August 16, 2023 – Oil & Gas History News, Vol. 4, No. 8
Oil & Gas History News
Welcome to our end of summer (and back to school) petroleum history newsletter. Thanks for subscribing and sharing these articles, which helps add website visitors. This month’s topics offer a variety of people and events — from the 1986 opening of an oil museum in Union Oil’s historic headquarters to a 1920s oilfield cartographer who created a comic strip. Also featured is the iron pipeline that delivered natural gas in 1872; the evolution of a major British oil company’s logo; experiments with oilfield firefighting technologies; and how Spanish explorers in 1769 discovered “tar pits” that became a West Coast tourist attraction. We conclude with Howard Hughes Sr. patenting a two-cone roller bit in 1919 and two pipelines that helped win World War II. Thank you again for joining this petroleum history network!
This Week in Petroleum History Monthly Update
Links to summaries from four weeks of U.S. oil and natural gas history, including new technologies, oilfield discoveries, petroleum products, and pioneers.
August 14, 1986 – Oil Museum Building listed as National Historic Place
The original headquarters of the Union Oil Company in Santa Paula, California, constructed in 1890 and turned into an oil museum since 1950, was added to the National Register of Historic Places. Today, the California Oil Museum on 1001 East Main Street offers docent-led tours of the restored Union Oil offices on the second floor…MORE
August 7, 1933 – Permian Basin inspires “Alley Oop” Comic Strip
Although the comic strip “Alley Oop” first appeared in August 1933, the popular Depression Era newspaper comic strip began with 1920s oilfield discoveries in the Permian Basin. A small West Texas oil town would later proclaim itself as the inspiration for cartoonist Victor Hamlin…MORE
August 1, 1872 – Iron Pipeline delivers Natural Gas
The first recorded large-scale delivery of natural gas by pipeline began when gas was sent to more than 250 residential and commercial customers in Titusville, Pennsylvania, home of America’s first oil well, drilled in 1859. The two-inch iron pipeline carried natural gas five miles from a well producing four million cubic feet of natural gas a day…MORE
July 24, 2000 – BP unveils New Green and Yellow Logo
BP, the official name of a group of companies that included Amoco, ARCO and Castrol, unveiled a new corporate identity brand, replacing the “Green Shield” logo with a green and yellow sunflower pattern…MORE
A “windmaking machine” driven by a three-bladed airplane propeller and powerful motor was used in 1929 to blow away the heat from men fighting an oilfield fire at Santa Fe Springs, California. “A track of boards was built for the machine over a lake of oil, mud and water in the ‘hot zone’ of the big fire.” Photo courtesy Hathaway Ranch and Oil Museum.
Oilfield Firefighting Technologies
Oilfield fires have challenged America’s petroleum industry since the earliest 19th century oil and natural gas wells. Oil storage tank fires, often caused by lightning strikes, were commonly fought using Civil War cannons. In the summer of 1929, about 400 volunteers fought a raging oilfield fire that had destroyed seven derricks at Santa Fe Springs, California. “Roaring Flames Turn Black Gold To Smoke,” proclaimed the Los Angeles Times. A local oil museum has preserved rare motion picture images of the propeller-driven “windmaking machine” in action — a silent film depicting an intense fire and firefighting equipment, “appropriately distant from the well head, including the wind machine. It looks like its use is more or less limited to blowing hot air, smoke and steam away from the workers and toward the fire.”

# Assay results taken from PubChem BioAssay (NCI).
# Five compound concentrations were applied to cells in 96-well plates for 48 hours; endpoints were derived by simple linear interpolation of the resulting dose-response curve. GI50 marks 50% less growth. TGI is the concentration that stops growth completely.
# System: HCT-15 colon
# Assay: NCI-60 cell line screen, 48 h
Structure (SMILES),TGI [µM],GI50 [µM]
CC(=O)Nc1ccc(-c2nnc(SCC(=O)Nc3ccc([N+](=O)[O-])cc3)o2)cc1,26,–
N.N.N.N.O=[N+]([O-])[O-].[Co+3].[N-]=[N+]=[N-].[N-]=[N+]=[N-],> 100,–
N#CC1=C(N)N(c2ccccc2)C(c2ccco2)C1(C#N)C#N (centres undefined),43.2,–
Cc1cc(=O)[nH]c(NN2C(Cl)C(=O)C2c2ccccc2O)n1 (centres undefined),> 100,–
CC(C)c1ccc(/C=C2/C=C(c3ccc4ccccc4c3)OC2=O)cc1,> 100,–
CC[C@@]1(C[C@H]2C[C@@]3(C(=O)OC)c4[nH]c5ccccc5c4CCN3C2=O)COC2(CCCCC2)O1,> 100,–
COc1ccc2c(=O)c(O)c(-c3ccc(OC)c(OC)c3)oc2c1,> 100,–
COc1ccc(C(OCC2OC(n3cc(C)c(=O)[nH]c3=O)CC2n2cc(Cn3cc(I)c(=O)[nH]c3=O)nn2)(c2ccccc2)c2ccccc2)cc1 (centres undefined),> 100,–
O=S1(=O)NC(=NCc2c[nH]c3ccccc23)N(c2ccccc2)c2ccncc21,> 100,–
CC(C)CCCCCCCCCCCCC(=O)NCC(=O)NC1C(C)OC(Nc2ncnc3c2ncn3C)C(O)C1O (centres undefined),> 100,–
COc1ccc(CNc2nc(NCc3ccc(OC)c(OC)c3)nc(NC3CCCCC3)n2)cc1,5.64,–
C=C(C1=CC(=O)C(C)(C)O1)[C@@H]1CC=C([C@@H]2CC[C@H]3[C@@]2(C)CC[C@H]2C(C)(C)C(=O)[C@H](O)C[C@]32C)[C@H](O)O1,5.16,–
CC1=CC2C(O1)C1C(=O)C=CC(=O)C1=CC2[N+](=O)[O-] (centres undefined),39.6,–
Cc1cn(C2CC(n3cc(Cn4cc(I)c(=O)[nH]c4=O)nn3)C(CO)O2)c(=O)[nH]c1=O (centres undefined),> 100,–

Spanish describe La Brea Asphalt Pits
A Spanish expedition along the West Coast on August 3, 1769, came across what would be called the La Brea (the tar) Pits. “We debated whether this substance, which flows melted from underneath the earth, could occasion so many earthquakes,” noted a Franciscan friar. Commonly called tar pits, the sticky pools between modern Beverly Hills and downtown L.A. are actually comprised of natural asphalt, also known as bitumen.
Learn more in Discovering the La Brea “Tar Pits.”
Hughes patents Dual-Cone Roller Bit
“Fishtail” drill bits became obsolete on August 10, 1909, when Howard Hughes Sr. of Houston, Texas, patented a roller bit consisting of two rotating cones. By pulverizing hard rock, his bit led to drilling faster and deeper. Hughes and business associate Walter Sharp secretly tested a prototype in the Goose Creek oilfield and established the Sharp-Hughes Tool Company to manufacture the dual-cone bit.
Learn more in Making Hole – Drilling Technology.
Big Inch Pipelines of WWII
In response to U-boat attacks on oil tankers along the eastern seaboard and Gulf of Mexico, construction began on the “Big Inch” pipeline on August 3, 1942. The $95 million project laid a 1,254-mile, 24-inch pipeline (Big Inch) from East Texas oilfields to Illinois. An accompanying 20-inch-wide line (Little Big Inch) carried gasoline, heating oil, diesel oil, and kerosene as far as New Jersey.
Learn more in Big Inch Pipelines of WW II.
Every summer, oil and gas history festivals offer annual reminders of the role of petroleum in shaping the modern world. Many community museums participate in these oilfield heritage celebrations, helping preserve exploration and production milestones — and educating visitors about the industry’s early products (see kerosene for lamps). These museums also offer unique facilities for hosting K-12 education programs. Support them by visiting. Thanks again for reading our August newsletter. As always, your comments and suggestions are welcomed.
— Bruce Wells
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